The Gift

Dec 20 2022 | By More

★★★★   Magical

The Studio: Sat 17 Dec – Wed 4 Jan 2023
Review by Thom Dibdin

Barrowland Ballet’s jewel of a dance theatre show, The Gift, is pitched perfectly towards its intended audience of eighteen months to five year olds.

Playing at the Festival Theatre’s Studio space on Potterrow until January 4 in a co-production with Capital Theatres, The Gift draws its audience in, knowing exactly how to entice them and when to let them have free reign.

Joanne Pirrie in The Gift. Pic: Andrew Perry

It starts, as does so much that intrigues, with a box. Or rather a pile of boxes. Some are brightly wrapped, some adorned with ribbon and some are plain cardboard, piled one on another as a ladder to the sky.

Of course dancer Joanne Pirrie is going to come bursting out of one of them. Jumping around, discovering where they all are, tearing off the paper and ribbons to create big arking shapes and eventually beginning to open them.

The discovery of what lies inside, the toys and lesser presents, is delightfully presented. Creator and choreographer Natasha Gilmore has the luxury of being able to be honest in her direction of Pirrie’s differing reactions, in a way we have forgotten as grownups who mask our feelings at disappointing presents.


If it is all rather brilliantly created, it takes another step out into the imagination when Pirrie discovers that her prize present of a model car is “batteries not included”. A disembodied voice promises to go looking for them and the stage is set for a different kind of exploration.

At first it is just Pirrie, playing with the empty boxes and the ribbons. But then a box comes to life, toddling across the stage like a dalek tortoise on tiptoes, and begins to consume the ribbons.

Rander Martins and Joanne Pirrie in The Gift. Pic: Andrew Perry

What can be in the box? Davey Anderson’s tuneful and rhythmic music and sound design ensure that it is surely not a threat. So when Rander Martins appears – eventually – is it hardly surprising that he is sporting a headpiece by costume designer Alison Brown that looks like a particularly alert King Charles Spaniel on its way to Carnival.

Where Pirrie wants to unpack everything, Martins just wants to hoard all the ribbons and wrapping paper. Their dancing around each other builds to climaxes and falls into lulls with yet more understanding of how a child’s concentration works.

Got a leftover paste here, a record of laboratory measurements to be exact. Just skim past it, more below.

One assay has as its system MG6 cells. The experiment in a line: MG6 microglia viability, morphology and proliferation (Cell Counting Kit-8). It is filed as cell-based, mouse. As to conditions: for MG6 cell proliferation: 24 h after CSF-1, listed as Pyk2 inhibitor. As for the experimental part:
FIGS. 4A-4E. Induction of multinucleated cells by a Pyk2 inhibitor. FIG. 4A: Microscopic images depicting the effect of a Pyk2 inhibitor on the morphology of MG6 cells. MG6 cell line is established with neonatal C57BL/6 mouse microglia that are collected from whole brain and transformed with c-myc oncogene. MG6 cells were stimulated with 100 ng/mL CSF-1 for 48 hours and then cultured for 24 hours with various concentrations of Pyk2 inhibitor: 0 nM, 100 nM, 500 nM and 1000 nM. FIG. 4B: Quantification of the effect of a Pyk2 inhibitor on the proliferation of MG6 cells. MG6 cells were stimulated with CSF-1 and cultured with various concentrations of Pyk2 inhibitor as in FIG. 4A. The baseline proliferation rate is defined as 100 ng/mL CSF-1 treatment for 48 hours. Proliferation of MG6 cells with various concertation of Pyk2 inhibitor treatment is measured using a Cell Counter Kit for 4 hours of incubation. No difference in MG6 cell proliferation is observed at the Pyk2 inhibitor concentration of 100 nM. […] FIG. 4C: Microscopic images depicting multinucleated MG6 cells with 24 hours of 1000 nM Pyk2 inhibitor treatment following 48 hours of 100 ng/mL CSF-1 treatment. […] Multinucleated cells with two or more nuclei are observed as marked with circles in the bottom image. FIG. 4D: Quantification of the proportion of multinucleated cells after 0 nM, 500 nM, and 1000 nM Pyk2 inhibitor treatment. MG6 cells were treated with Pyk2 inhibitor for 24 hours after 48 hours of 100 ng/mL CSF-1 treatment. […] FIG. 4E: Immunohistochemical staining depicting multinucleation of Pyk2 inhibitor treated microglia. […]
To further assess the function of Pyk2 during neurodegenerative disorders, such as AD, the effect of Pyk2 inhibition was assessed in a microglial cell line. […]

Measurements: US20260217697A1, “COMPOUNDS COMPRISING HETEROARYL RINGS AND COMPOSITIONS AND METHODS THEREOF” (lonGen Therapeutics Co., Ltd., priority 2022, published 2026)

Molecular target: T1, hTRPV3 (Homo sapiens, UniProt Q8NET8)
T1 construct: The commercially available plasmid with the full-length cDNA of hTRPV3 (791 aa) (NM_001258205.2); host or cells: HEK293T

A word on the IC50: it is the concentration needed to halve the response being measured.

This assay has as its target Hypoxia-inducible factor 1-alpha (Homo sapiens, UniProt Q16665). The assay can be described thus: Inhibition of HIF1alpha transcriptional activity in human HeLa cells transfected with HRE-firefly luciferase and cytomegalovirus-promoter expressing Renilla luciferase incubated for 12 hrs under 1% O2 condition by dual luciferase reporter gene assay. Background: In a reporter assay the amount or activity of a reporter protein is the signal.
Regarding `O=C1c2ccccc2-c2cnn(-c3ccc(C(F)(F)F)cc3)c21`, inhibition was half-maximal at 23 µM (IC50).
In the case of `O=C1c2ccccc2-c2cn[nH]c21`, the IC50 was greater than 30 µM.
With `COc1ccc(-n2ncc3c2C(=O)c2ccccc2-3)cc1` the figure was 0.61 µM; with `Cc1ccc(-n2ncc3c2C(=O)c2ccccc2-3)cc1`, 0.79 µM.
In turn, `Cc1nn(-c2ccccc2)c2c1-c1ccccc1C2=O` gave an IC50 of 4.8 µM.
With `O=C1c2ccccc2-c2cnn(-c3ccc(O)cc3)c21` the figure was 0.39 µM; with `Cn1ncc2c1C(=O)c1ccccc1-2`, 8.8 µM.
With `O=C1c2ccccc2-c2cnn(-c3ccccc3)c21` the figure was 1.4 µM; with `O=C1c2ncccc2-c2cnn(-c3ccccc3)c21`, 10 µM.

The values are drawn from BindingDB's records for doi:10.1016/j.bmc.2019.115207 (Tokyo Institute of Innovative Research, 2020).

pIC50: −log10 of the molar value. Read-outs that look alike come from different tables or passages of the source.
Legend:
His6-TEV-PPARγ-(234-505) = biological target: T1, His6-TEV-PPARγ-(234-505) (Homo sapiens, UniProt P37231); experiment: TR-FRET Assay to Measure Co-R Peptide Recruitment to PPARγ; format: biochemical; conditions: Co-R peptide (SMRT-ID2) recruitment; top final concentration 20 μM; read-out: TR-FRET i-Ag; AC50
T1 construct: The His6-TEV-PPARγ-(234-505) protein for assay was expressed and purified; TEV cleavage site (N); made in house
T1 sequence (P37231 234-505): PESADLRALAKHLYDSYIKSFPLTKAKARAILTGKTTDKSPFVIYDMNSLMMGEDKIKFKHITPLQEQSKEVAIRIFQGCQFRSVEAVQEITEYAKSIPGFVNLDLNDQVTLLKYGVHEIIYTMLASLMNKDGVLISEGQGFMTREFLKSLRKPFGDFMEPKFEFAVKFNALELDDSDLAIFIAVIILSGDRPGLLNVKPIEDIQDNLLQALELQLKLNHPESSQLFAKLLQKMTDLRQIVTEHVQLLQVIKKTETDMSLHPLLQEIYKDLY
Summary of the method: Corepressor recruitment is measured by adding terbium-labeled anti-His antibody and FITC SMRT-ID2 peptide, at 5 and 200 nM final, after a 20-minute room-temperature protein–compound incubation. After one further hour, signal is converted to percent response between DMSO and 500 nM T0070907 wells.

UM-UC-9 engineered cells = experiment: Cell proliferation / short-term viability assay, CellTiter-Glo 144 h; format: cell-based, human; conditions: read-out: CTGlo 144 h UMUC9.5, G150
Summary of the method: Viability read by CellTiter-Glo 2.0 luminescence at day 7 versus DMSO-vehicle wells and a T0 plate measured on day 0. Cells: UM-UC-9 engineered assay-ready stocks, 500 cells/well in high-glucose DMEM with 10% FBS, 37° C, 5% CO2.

delicious mayhem

Soon the pair are playing with the boxes, strapping them on their backs, using shoeboxes as skates and generally causing delicious mayhem.

Martins’ brilliant acrobatic work would be applauded to the roof in an adult environment, but here it is another part of the narrative as they go off on adventures. Turning into animals and birds, diving under the sea and finding more boxes of bells to create a delightful wee tune.

Rander Martins and Joanne Pirrie in The Gift. Pic: Andrew Perry

Finally Martins brings Pirrie his own present for her. A cardboard box which unfurls to reveal a tiny house – made of yet more boxes – with tiny figures so she can repeat their adventures as the soundtrack echoes what has gone before.

With all the tissue paper around, there has to be a moment as the show draws to its close when it gets thrown up into the air and suddenly it isn’t big sheets any more, but scraps of white paper fluttering down and those boxes you thought were just there as background are suddenly, magically transformed – glowing from the inside.

just so

The design of it all is just so. The space works brilliantly for both the young children on cushions and their grown-ups behind, the stage delineated by a row of boxes that are small enough to see over and be ignored; yet big enough to provide a barrier.

Joanne Pirrie playing at the end of The Gift with a young audience member. Pic: Andrew Perry

The set design, originally by Fred Pommerehn with adaption and design for this run by Ruben San Roman, provides revelation after revelation. It is not just clever in concept but impeccably delivered under Craig Fleming and Alberto Santos Bellido’s lighting.

At the end of it all there is just time enough for the lights to come up and the young audience members to jump around the stage with the actors, throwing the paper snow up in the air or twirling special ribbons around their heads.

The underlying meaning here, of a lonely young girl rejecting conformity to reach inside her imagination where she finds and releases all its colourful beauty, is gently realised. But more than anything else, it is a real treat of a show that can’t be recommended enough.

Running time: 50 minutes (including ten minutes playing on stage at the end)
The Studio, 22 Potterrow, EH8 9BL
Sat 17 Dec 2022 – Wed 4 Jan 2023
Daily, not Suns: 10.45am & 2pm (except Mon 26: 1.15pm & 4.30pm).
Tickets and details: Book here.

The Gift. Pic: Andrew Perry


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